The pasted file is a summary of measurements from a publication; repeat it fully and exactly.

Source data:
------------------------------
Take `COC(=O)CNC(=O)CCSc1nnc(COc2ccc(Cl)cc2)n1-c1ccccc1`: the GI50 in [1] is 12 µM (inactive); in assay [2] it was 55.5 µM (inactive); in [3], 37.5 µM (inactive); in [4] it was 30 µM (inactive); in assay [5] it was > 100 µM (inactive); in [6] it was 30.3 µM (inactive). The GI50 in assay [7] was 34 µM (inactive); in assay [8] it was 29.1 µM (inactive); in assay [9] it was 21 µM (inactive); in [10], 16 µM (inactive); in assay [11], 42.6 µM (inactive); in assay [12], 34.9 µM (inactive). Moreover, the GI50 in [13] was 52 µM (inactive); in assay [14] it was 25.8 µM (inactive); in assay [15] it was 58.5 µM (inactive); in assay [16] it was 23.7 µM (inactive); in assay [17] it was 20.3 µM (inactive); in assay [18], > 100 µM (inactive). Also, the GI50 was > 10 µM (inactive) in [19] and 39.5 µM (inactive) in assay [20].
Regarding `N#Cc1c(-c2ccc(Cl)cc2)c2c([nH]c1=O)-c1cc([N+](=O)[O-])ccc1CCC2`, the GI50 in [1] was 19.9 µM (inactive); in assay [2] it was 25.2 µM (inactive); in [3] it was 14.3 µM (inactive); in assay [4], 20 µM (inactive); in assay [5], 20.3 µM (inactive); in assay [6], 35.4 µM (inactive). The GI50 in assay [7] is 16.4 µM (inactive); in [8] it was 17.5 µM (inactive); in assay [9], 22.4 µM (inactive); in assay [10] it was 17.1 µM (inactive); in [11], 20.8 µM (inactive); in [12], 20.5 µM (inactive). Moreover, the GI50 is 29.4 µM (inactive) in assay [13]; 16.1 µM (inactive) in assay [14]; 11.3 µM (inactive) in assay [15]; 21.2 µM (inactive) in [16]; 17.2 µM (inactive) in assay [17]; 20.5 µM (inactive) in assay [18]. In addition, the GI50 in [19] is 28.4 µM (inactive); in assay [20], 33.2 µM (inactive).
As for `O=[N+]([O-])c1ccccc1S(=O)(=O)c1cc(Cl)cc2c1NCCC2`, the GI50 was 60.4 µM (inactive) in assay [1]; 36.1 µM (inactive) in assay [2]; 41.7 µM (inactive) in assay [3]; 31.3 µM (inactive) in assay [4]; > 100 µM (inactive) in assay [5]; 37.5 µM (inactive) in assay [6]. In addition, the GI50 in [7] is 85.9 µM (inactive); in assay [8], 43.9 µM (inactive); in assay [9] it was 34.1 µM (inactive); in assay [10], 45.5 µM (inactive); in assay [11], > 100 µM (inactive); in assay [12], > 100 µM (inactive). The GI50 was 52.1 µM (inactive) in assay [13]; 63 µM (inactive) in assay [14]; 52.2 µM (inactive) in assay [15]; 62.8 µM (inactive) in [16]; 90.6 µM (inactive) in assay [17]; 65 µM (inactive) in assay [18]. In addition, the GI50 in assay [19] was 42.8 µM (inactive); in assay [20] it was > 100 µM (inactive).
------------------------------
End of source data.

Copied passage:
Take `COC(=O)CNC(=O)CCSc1nnc(COc2ccc(Cl)cc2)n1-c1ccccc1`: the GI50 in [1] is 12 µM (inactive); in assay [2] it was 55.5 µM (inactive); in [3], 37.5 µM (inactive); in [4] it was 30 µM (inactive); in assay [5] it was > 100 µM (inactive); in [6] it was 30.3 µM (inactive). The GI50 in assay [7] was 34 µM (inactive); in assay [8] it was 29.1 µM (inactive); in assay [9] it was 21 µM (inactive); in [10], 16 µM (inactive); in assay [11], 42.6 µM (inactive); in assay [12], 34.9 µM (inactive). Moreover, the GI50 in [13] was 52 µM (inactive); in assay [14] it was 25.8 µM (inactive); in assay [15] it was 58.5 µM (inactive); in assay [16] it was 23.7 µM (inactive); in assay [17] it was 20.3 µM (inactive); in assay [18], > 100 µM (inactive). Also, the GI50 was > 10 µM (inactive) in [19] and 39.5 µM (inactive) in assay [20].
Regarding `N#Cc1c(-c2ccc(Cl)cc2)c2c([nH]c1=O)-c1cc([N+](=O)[O-])ccc1CCC2`, the GI50 in [1] was 19.9 µM (inactive); in assay [2] it was 25.2 µM (inactive); in [3] it was 14.3 µM (inactive); in assay [4], 20 µM (inactive); in assay [5], 20.3 µM (inactive); in assay [6], 35.4 µM (inactive). The GI50 in assay [7] is 16.4 µM (inactive); in [8] it was 17.5 µM (inactive); in assay [9], 22.4 µM (inactive); in assay [10] it was 17.1 µM (inactive); in [11], 20.8 µM (inactive); in [12], 20.5 µM (inactive). Moreover, the GI50 is 29.4 µM (inactive) in assay [13]; 16.1 µM (inactive) in assay [14]; 11.3 µM (inactive) in assay [15]; 21.2 µM (inactive) in [16]; 17.2 µM (inactive) in assay [17]; 20.5 µM (inactive) in assay [18]. In addition, the GI50 in [19] is 28.4 µM (inactive); in assay [20], 33.2 µM (inactive).
As for `O=[N+]([O-])c1ccccc1S(=O)(=O)c1cc(Cl)cc2c1NCCC2`, the GI50 was 60.4 µM (inactive) in assay [1]; 36.1 µM (inactive) in assay [2]; 41.7 µM (inactive) in assay [3]; 31.3 µM (inactive) in assay [4]; > 100 µM (inactive) in assay [5]; 37.5 µM (inactive) in assay [6]. In addition, the GI50 in [7] is 85.9 µM (inactive); in assay [8], 43.9 µM (inactive); in assay [9] it was 34.1 µM (inactive); in assay [10], 45.5 µM (inactive); in assay [11], > 100 µM (inactive); in assay [12], > 100 µM (inactive). The GI50 was 52.1 µM (inactive) in assay [13]; 63 µM (inactive) in assay [14]; 52.2 µM (inactive) in assay [15]; 62.8 µM (inactive) in [16]; 90.6 µM (inactive) in assay [17]; 65 µM (inactive) in assay [18]. In addition, the GI50 in assay [19] was 42.8 µM (inactive); in assay [20] it was > 100 µM (inactive).